Next to a stand of dragonfruit, durian, guavas, lychee, and mangosteen on the corner of Main Street and 41st Rd, a nondescript door presents itself in a drab, frosted white. Above the door the words “Golden Shopping Mall” appear in a golden sans-serif font, which are the only clues that through the door and down the stairs lie culinary gems of New York City.
On November 24th, Taiwan elections saw a resurgence of KMT (Kuomingtang, 國民黨) backed candidates, after a few years of nearly total control by the DPP (Democratic Progressive Party, 民進黨). The results came as a suprise to many people, even those who already expected this election to be a rebuke to president Tsai Ing-Wen’s (蔡英文) two years in power. On the ballot were the mayors for all cities in Taiwan, thousands of councillors, local representatives, and ten referendum questions.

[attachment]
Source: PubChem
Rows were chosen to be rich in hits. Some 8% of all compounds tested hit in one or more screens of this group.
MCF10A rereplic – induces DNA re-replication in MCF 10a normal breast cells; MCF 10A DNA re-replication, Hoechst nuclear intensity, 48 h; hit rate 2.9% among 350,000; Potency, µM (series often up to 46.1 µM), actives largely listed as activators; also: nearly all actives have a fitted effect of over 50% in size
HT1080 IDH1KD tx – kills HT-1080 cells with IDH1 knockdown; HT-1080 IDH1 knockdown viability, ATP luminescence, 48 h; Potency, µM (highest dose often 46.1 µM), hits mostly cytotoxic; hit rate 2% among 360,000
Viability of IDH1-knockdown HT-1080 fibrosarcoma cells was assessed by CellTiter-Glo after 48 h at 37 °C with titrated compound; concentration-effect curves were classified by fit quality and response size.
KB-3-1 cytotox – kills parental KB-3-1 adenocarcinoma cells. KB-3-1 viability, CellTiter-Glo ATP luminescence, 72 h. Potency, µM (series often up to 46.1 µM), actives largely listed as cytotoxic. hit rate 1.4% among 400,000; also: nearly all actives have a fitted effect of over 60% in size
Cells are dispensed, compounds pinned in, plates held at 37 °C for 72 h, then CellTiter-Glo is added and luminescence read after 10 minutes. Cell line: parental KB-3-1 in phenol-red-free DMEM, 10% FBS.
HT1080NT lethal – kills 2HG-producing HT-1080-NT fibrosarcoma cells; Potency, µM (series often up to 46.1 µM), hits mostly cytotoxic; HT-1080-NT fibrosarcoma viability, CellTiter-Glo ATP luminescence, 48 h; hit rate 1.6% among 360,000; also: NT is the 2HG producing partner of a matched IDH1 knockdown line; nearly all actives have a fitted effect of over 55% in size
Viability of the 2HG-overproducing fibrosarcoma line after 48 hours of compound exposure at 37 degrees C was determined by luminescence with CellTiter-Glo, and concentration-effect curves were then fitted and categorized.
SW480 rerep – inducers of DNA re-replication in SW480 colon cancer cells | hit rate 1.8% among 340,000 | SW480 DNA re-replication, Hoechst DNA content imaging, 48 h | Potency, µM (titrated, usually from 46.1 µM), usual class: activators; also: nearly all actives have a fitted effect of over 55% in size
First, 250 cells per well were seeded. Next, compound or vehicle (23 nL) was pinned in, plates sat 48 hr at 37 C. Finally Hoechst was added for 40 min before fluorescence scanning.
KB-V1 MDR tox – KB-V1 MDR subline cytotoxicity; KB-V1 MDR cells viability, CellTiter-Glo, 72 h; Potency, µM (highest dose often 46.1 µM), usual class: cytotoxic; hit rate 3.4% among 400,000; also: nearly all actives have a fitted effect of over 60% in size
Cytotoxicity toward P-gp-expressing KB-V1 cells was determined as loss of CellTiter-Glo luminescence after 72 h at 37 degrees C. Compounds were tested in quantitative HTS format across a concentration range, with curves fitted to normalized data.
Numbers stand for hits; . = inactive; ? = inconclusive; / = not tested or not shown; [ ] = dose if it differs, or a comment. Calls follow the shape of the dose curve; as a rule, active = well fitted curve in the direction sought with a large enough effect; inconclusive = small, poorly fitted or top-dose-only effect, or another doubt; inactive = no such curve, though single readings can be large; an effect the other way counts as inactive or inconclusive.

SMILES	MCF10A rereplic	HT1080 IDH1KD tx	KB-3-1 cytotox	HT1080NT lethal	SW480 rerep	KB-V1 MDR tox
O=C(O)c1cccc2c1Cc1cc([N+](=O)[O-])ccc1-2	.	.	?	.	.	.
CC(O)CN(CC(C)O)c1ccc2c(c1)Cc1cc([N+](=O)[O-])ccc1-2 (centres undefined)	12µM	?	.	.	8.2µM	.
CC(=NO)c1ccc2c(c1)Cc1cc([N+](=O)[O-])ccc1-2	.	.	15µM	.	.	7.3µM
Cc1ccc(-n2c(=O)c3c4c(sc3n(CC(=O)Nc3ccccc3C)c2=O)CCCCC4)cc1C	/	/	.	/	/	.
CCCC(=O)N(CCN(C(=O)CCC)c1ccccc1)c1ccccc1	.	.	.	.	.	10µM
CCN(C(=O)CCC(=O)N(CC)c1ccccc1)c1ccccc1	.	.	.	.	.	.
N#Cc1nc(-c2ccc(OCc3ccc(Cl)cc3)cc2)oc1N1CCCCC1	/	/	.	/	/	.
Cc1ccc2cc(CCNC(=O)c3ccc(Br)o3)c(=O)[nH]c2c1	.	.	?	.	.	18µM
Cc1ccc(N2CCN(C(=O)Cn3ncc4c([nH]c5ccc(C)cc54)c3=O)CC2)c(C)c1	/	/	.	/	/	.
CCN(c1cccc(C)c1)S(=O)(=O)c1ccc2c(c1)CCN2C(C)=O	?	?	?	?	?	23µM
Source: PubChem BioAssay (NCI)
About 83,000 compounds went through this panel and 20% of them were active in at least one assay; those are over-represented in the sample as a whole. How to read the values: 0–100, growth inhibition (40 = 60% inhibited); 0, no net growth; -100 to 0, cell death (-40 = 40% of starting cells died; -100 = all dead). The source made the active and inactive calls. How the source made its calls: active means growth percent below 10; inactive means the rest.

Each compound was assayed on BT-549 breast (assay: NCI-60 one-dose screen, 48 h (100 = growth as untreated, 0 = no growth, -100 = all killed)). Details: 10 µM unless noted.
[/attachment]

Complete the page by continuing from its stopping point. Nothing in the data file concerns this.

Ignorance, the quality that we so despise in others, is not something any of us can ever claim to be without, no matter how broad or deep we’ve explored. We’re all ignorant.
Data, while often useful for tracking our personal goals, is often also a double edged sword when third parties use the data in ways that we cannot control. You may have nothing to hide, but that doesn’t mean that companies should be allowed to track your personal data.
Curiously, I asked my cousin a question over lunch in Taipei, wrestling with pieces of my identity as an American-born Taiwanese. “Is it obvious to people that I’m not from here?”
Little was reported in western media a few weeks ago as Lee Ming-Che (李明哲), “pled guilty” in a Chinese trial in which allegations were that he had written articles “intended to subvert the state’s power.”